Thursday, November 15, 2012

Trying a couple of new things

Last week I posted that it had been raining pretty steadily and it was tough to get out and shoot pictures. This week too: although there was at least one nice day, Life got in the way and I didn't shoot much. I did go out... but didn't bring much back.

I'm loving the D600

It's taking some getting used to. The quality is so good that you think you can get away with snapshooting, but the laws of physics still apply and so do the rules of photography. Handheld 1/20 second exposures don't work, even with this marvellous beast.

What I like about the camera is exemplified by these two less-than-wonderful shots. Let me show them to you, then explain.

This is about a 200% crop from the snapshot above. I did not do ANYTHING to it except crop it.

This is almost a full width shot, obviously cropped vertically. 

So what do I love? Look at the sharpness, the detail of these images. It takes me back to the days of shooting Hasselblads in the film days. I took the car shot because it's the first day of frost, the promise of winter to come. Boring snapshot. But when I blew it up and saw the incredible detail...

The ducks? I I startled them while walking along near my dock. Shouldn't have: I was wearing camouflage colours and walking quietly, but the ducks know it's hunting season. They were, I'd estimate, 200 m away and when they flushed, I brought up the camera and snapped a couple of frames, never expecting to see anything. Not even the 400mm lens, just the 200mm and on the full frame D600, that doesn't reach out and touch anywhere near as far as it did on the crop sensor in the D300. And yet look how crisp: you can even see individual feathers and water drops from their takeoff runs. Here:

The wing blur is because the shutter speed was 1/320 sec.  

This camera is a winner. Especially with the 70-200 f/2.8 VR lens.

Here's something else the D600 does

I'd have to check the D300 manual, but I don't know if it does Auto ISO. I started playing with that when I mounted the 400mm lens and was contemplating switching to shutter-speed priority because  I've yet to get a good shot with that lens under 1/500 sec. So I thought I'd try it: I set auto ISO with a minimum shutter speed of 1/500. Then I shot a 3-frame burst from my car window (open). Now admittedly, this wasn't at 400mm, but this is a new concept for me: bracketing shots using ISO instead of shutter speed.

Auto-ISO HDR. This seemingly abandoned off-road Jeep is called the "Mud Duck" (as above, you can easily read the name painted on the hood to the right of the duck decal). The lens was at 120mm. The three shots were at 1/500 sec at f/4.5, ISO's 1400, 5600 and 6400. A whole world of high-ISO shooting is opening up with this camera.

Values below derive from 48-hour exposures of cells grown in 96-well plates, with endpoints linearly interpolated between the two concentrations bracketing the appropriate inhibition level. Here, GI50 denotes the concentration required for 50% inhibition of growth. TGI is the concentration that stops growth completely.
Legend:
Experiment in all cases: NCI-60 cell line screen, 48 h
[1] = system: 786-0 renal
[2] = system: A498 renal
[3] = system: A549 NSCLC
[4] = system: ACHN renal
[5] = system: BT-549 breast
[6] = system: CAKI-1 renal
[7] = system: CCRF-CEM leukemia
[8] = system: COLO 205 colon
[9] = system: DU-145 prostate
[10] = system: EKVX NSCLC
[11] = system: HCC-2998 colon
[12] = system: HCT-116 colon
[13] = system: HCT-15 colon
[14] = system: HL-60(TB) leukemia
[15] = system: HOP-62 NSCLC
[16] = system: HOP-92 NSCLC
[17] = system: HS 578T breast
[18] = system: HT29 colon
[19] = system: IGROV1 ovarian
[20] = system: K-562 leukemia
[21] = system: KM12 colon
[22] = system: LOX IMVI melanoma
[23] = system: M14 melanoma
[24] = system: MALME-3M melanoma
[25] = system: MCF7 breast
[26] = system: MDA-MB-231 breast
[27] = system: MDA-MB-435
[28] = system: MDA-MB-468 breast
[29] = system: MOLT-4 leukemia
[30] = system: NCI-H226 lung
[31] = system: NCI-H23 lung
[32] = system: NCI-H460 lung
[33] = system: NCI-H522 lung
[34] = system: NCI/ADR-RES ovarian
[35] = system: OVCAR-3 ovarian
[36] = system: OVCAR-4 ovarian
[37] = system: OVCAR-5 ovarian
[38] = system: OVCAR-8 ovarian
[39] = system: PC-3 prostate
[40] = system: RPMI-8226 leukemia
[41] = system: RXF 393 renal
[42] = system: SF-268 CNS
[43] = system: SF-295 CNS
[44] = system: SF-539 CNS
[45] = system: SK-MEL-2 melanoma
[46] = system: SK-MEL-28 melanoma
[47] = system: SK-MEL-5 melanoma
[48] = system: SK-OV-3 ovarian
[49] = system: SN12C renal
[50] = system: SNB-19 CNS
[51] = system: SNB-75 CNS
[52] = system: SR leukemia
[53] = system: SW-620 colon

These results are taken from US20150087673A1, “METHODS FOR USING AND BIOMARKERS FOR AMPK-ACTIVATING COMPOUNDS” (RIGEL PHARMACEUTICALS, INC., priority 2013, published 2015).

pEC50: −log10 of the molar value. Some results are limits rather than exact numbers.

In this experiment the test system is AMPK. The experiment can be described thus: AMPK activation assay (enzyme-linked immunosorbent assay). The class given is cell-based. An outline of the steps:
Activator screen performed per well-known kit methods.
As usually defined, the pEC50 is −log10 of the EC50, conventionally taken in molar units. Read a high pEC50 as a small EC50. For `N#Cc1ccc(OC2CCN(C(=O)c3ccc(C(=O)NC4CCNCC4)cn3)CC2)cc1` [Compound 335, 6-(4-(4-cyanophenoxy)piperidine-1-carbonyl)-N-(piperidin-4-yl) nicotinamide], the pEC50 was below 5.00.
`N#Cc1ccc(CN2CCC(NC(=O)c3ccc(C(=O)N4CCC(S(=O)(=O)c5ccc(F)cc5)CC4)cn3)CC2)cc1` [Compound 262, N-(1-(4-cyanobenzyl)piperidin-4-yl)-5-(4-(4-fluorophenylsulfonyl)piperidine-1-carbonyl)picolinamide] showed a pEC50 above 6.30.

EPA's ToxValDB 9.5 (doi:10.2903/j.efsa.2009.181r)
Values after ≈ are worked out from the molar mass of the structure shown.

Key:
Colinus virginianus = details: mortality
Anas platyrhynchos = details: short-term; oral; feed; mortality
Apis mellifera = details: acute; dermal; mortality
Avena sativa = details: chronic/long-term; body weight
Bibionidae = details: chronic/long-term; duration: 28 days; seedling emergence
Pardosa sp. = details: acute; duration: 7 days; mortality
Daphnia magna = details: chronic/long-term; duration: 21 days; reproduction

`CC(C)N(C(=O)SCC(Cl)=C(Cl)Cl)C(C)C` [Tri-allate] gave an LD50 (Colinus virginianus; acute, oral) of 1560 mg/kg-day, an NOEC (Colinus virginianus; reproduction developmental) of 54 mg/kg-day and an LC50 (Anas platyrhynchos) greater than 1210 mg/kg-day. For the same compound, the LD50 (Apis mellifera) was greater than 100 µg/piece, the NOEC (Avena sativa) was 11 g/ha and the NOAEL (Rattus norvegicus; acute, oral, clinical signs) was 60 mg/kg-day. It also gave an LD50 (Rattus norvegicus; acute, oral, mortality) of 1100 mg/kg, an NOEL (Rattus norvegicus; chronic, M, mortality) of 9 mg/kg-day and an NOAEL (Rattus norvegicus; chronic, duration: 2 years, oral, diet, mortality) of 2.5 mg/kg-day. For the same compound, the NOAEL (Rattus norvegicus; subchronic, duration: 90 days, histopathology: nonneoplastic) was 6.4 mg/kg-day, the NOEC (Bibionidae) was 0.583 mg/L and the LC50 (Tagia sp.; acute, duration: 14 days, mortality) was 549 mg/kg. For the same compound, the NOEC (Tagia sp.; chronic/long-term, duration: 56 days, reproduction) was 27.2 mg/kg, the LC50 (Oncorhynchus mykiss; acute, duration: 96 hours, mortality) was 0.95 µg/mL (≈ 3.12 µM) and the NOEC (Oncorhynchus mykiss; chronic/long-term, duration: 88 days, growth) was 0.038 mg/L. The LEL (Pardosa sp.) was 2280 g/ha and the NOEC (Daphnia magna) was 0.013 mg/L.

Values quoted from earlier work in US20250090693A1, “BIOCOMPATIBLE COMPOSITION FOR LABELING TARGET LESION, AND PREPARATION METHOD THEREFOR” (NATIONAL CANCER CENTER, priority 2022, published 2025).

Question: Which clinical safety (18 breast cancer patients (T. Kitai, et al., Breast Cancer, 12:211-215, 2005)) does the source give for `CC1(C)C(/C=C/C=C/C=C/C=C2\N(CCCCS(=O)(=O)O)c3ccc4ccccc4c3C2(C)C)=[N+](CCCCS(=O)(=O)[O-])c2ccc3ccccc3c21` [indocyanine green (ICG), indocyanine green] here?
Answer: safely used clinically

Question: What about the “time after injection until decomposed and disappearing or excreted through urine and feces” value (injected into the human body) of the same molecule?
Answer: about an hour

Windstorm takes down big tree

On Monday, we had some very unusual weather. Rain and strong winds, but from the South. Usually the winds here are from the West, across the lake, or from the North. The unusual South wind broke a huge pine tree beside my house in half. The tree fell in my neighbour's yard, and luckily it missed his house by inches.

With the help of my neighbour Jim Walker who lives two doors away (and who's going in for surgery tomorrow – today actually since it's after midnight. Kidney cancer. They say they'll be able to get it all. I wish him well), and his chain saw, we cut the tree up into chunks and tossed it back over my fence.

Now my intention was to drag the tree pieces over to the brush pile behind my garage, when I got my ATV back from service. New stator. It came back this morning, so I did my first meaningful job with it.

Using some heavy duty tie-down straps as a tow rope, it took about 5 trips to the back to bring the wood to the brush pile. Actually fun! 

While I was working on it, it occurred to me that I had read that the D600 did automatic in-camera timelapse. What happens is, you set it up and when it's done, it combines the individual shots into a video. I hope this works: I'm uploading the time lapse video here.

Then I thought, as long as I'm doing a video, I might as well do a real one!  So here's another one, not timelapse, shot as a full 1080p video from the D600!

Edit: pretty crummy quality. Here's a direct link to an uploaded version, much higher quality.

The full video was over 600Mb in size! So I imported it to MS Windows MovieMaker, laid a sound track over it and saved it as a smaller file. That gave me a .wmv file which I converted to an .mp4 at reduced quality, so this is only 19Mb in size. Hope it works!

Edit: pretty crummy quality. Here's a direct link to an uploaded version, much higher quality.

For some reason the videos don't run in Google Chrome, at least not on my computers. They work fine in IE9 and with Safari on the iPad. I'm not sure why, perhaps one of my readers might enlighten me.

By the way, the music track is my own. The first one with a harmonica and a blues backing track, the second one just me on my Yamaha keyboard. I recorded both with my iPhone and uploaded them to the computer.

Lots of fun! Lots of new things to try!

One last image

They replaced an old blocked culvert under Red Umbrella Road. It was a Rainy Day... I was taken with how the fluorescent colours on the workers' coats stood out, so I helped it along using Nik Silver Efex Pro and selective masking. Does that shovel look like it's about to scoop the guys up? 

That's all for now! Catch you next week.

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